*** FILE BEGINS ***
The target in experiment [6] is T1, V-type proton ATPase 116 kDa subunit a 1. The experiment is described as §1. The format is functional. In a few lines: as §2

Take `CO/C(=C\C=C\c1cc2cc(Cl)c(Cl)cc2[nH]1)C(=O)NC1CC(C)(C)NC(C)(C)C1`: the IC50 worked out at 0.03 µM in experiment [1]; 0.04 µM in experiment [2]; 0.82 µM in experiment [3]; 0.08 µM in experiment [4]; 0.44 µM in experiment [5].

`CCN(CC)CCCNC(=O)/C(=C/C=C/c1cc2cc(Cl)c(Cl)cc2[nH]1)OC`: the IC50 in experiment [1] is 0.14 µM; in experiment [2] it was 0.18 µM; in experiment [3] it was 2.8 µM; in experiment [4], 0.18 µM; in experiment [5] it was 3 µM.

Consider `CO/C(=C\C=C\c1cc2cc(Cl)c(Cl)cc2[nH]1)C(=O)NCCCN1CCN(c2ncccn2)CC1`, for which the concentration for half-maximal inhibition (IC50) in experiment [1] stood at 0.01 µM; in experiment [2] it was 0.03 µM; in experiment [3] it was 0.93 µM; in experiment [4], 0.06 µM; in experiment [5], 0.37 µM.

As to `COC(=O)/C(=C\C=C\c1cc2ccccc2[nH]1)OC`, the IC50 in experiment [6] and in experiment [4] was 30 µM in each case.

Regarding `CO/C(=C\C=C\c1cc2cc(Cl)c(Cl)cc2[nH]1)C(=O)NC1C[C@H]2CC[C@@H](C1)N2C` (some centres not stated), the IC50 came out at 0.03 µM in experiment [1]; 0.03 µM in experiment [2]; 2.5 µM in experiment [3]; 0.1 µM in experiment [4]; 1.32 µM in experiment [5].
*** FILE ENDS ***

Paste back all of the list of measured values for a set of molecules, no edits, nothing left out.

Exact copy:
The target in experiment [6] is T1, V-type proton ATPase 116 kDa subunit a 1. The experiment is described as §1. The format is functional. In a few lines: as §2

Take `CO/C(=C\C=C\c1cc2cc(Cl)c(Cl)cc2[nH]1)C(=O)NC1CC(C)(C)NC(C)(C)C1`: the IC50 worked out at 0.03 µM in experiment [1]; 0.04 µM in experiment [2]; 0.82 µM in experiment [3]; 0.08 µM in experiment [4]; 0.44 µM in experiment [5].

`CCN(CC)CCCNC(=O)/C(=C/C=C/c1cc2cc(Cl)c(Cl)cc2[nH]1)OC`: the IC50 in experiment [1] is 0.14 µM; in experiment [2] it was 0.18 µM; in experiment [3] it was 2.8 µM; in experiment [4], 0.18 µM; in experiment [5] it was 3 µM.

Consider `CO/C(=C\C=C\c1cc2cc(Cl)c(Cl)cc2[nH]1)C(=O)NCCCN1CCN(c2ncccn2)CC1`, for which the concentration for half-maximal inhibition (IC50) in experiment [1] stood at 0.01 µM; in experiment [2] it was 0.03 µM; in experiment [3] it was 0.93 µM; in experiment [4], 0.06 µM; in experiment [5], 0.37 µM.

As to `COC(=O)/C(=C\C=C\c1cc2ccccc2[nH]1)OC`, the IC50 in experiment [6] and in experiment [4] was 30 µM in each case.

Regarding `CO/C(=C\C=C\c1cc2cc(Cl)c(Cl)cc2[nH]1)C(=O)NC1C[C@H]2CC[C@@H](C1)N2C` (some centres not stated), the IC50 came out at 0.03 µM in experiment [1]; 0.03 µM in experiment [2]; 2.5 µM in experiment [3]; 0.1 µM in experiment [4]; 1.32 µM in experiment [5].